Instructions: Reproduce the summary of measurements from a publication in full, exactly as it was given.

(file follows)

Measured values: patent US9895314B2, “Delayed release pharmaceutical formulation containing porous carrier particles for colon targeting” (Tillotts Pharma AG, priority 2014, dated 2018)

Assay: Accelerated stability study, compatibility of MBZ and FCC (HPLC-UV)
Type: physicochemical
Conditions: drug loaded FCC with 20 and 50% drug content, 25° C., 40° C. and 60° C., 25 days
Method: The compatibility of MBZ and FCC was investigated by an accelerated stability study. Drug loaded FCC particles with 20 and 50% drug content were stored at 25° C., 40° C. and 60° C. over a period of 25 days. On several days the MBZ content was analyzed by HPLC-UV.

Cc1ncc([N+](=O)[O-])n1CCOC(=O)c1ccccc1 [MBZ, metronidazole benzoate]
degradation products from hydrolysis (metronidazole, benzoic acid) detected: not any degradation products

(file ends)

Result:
Measured values: patent US9895314B2, “Delayed release pharmaceutical formulation containing porous carrier particles for colon targeting” (Tillotts Pharma AG, priority 2014, dated 2018)

Assay: Accelerated stability study, compatibility of MBZ and FCC (HPLC-UV)
Type: physicochemical
Conditions: drug loaded FCC with 20 and 50% drug content, 25° C., 40° C. and 60° C., 25 days
Method: The compatibility of MBZ and FCC was investigated by an accelerated stability study. Drug loaded FCC particles with 20 and 50% drug content were stored at 25° C., 40° C. and 60° C. over a period of 25 days. On several days the MBZ content was analyzed by HPLC-UV.

Cc1ncc([N+](=O)[O-])n1CCOC(=O)c1ccccc1 [MBZ, metronidazole benzoate]
degradation products from hydrolysis (metronidazole, benzoic acid) detected: not any degradation products